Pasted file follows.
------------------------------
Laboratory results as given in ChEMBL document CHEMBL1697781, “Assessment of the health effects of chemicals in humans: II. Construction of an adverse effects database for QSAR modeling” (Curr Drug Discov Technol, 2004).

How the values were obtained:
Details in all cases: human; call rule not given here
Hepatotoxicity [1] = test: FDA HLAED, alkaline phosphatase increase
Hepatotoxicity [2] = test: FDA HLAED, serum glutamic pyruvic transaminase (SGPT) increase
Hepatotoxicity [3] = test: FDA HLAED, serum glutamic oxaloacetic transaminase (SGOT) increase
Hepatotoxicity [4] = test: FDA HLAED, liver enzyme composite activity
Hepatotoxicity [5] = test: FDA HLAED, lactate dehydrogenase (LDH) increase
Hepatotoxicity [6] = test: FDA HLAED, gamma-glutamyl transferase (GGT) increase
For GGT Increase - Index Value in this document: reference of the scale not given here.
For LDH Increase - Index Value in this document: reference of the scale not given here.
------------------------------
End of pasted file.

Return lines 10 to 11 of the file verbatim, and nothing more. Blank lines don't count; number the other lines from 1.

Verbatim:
For GGT Increase - Index Value in this document: reference of the scale not given here.
For LDH Increase - Index Value in this document: reference of the scale not given here.